Risk and the Novelist

iStock_000017146993XSmallOne summer afternoon, not too many months after Husband and I had bought our house, I walked up the hill to a neighbor’s. She and her family were hosting a barbecue. We’d been invited to events at their home before, but that was during the winter. As I reached their yard, another neighbor screamed up to me in her little red sports car.

“Get in and hold my watermelon,” she yelled out the window. I asked why, which felt like a perfectly natural question. Weren’t we here already? Where were we going with a watermelon, and why did I need to hold it? She didn’t seem to understand my confusion. We went a couple of rounds and she finally said, “Just get in the freakin’ car already.”  Continue reading

Baseball and Writing and Baseball

Photo by Robert Boris

Photo by Robert Boris

I’ve been a baseball fan since I was big enough to reach the TV dials. (Yes, they had dials back then…) Much to my father’s chagrin, I chose to fall for that “other” team, rather than his beloved, pinstriped Yankees.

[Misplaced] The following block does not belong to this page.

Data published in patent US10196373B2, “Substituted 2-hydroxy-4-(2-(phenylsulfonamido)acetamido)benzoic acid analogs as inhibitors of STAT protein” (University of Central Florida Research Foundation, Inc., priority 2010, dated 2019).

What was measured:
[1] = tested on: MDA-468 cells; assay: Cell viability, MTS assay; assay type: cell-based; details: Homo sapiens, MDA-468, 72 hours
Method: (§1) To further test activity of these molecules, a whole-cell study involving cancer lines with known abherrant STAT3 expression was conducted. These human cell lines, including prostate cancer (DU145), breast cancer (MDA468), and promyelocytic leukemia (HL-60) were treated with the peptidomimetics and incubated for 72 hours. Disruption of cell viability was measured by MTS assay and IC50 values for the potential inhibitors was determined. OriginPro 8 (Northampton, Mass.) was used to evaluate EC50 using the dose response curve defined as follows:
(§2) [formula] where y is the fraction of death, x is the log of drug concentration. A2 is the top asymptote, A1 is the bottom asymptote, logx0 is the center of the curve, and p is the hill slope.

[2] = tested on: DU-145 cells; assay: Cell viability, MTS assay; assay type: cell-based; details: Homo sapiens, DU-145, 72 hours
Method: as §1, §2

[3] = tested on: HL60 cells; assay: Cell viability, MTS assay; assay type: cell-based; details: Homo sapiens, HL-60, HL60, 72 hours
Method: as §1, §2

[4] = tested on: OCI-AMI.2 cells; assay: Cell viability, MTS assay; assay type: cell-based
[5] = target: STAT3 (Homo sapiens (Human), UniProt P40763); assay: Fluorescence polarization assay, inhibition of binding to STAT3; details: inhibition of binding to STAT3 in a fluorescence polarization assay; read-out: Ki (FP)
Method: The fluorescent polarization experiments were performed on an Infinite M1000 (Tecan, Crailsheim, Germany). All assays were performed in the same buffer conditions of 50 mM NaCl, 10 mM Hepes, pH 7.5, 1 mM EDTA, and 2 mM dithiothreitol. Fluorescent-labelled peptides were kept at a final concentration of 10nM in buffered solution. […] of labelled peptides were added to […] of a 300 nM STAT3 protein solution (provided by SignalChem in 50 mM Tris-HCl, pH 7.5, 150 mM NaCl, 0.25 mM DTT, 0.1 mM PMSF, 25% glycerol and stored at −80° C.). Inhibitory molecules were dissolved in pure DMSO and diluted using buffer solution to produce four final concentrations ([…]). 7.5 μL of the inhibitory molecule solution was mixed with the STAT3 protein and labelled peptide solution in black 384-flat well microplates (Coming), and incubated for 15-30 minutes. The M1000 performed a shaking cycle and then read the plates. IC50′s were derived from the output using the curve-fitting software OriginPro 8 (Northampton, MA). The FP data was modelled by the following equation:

The soothing voices of the New York Mets’ announcers and the slow, meditative pace of the game appealed to me. And maybe to my budding writer’s mind as well. Watch a pitcher try to hold a notorious base-stealer on the bag. There’s a story behind that dance. The runner tries to rattle the pitcher, throw him off his rhythm. The pitcher tries to catch the batter flat-footed and pick him off base. Watch the tango of catcher and pitcher. A volume goes unsaid as the catcher flashes his signals and the pitcher shakes them off. [Find a copy of Bull Durham if you want a fast lesson in how catchers and pitchers work together.]

Some other lessons I’ve learned from the game speak directly to a professional writers’ career: Continue reading